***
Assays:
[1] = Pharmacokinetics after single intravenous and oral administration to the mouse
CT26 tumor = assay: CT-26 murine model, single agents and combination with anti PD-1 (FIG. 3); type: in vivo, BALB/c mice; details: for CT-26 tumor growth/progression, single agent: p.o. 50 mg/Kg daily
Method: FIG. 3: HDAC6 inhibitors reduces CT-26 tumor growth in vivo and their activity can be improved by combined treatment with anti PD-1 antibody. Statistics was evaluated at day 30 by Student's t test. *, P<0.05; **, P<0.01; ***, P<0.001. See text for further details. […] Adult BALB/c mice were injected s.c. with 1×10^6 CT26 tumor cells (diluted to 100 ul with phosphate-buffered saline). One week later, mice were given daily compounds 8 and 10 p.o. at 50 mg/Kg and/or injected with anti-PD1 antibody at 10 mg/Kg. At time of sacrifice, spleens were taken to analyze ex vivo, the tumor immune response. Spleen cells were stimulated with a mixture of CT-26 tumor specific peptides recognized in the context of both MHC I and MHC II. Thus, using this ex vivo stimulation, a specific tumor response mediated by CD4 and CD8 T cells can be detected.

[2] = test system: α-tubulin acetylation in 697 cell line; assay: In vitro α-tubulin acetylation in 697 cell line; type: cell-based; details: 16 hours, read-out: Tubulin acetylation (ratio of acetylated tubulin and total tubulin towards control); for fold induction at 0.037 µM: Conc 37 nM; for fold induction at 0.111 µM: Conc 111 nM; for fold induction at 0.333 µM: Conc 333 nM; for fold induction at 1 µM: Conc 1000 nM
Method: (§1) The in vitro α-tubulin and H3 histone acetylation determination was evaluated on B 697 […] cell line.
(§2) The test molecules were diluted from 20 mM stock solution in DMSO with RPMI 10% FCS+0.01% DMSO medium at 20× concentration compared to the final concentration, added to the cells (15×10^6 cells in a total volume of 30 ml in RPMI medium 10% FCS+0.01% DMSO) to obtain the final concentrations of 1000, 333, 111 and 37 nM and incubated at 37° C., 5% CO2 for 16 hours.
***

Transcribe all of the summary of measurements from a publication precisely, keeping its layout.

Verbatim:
Assays:
[1] = Pharmacokinetics after single intravenous and oral administration to the mouse
CT26 tumor = assay: CT-26 murine model, single agents and combination with anti PD-1 (FIG. 3); type: in vivo, BALB/c mice; details: for CT-26 tumor growth/progression, single agent: p.o. 50 mg/Kg daily
Method: FIG. 3: HDAC6 inhibitors reduces CT-26 tumor growth in vivo and their activity can be improved by combined treatment with anti PD-1 antibody. Statistics was evaluated at day 30 by Student's t test. *, P<0.05; **, P<0.01; ***, P<0.001. See text for further details. […] Adult BALB/c mice were injected s.c. with 1×10^6 CT26 tumor cells (diluted to 100 ul with phosphate-buffered saline). One week later, mice were given daily compounds 8 and 10 p.o. at 50 mg/Kg and/or injected with anti-PD1 antibody at 10 mg/Kg. At time of sacrifice, spleens were taken to analyze ex vivo, the tumor immune response. Spleen cells were stimulated with a mixture of CT-26 tumor specific peptides recognized in the context of both MHC I and MHC II. Thus, using this ex vivo stimulation, a specific tumor response mediated by CD4 and CD8 T cells can be detected.

[2] = test system: α-tubulin acetylation in 697 cell line; assay: In vitro α-tubulin acetylation in 697 cell line; type: cell-based; details: 16 hours, read-out: Tubulin acetylation (ratio of acetylated tubulin and total tubulin towards control); for fold induction at 0.037 µM: Conc 37 nM; for fold induction at 0.111 µM: Conc 111 nM; for fold induction at 0.333 µM: Conc 333 nM; for fold induction at 1 µM: Conc 1000 nM
Method: (§1) The in vitro α-tubulin and H3 histone acetylation determination was evaluated on B 697 […] cell line.
(§2) The test molecules were diluted from 20 mM stock solution in DMSO with RPMI 10% FCS+0.01% DMSO medium at 20× concentration compared to the final concentration, added to the cells (15×10^6 cells in a total volume of 30 ml in RPMI medium 10% FCS+0.01% DMSO) to obtain the final concentrations of 1000, 333, 111 and 37 nM and incubated at 37° C., 5% CO2 for 16 hours.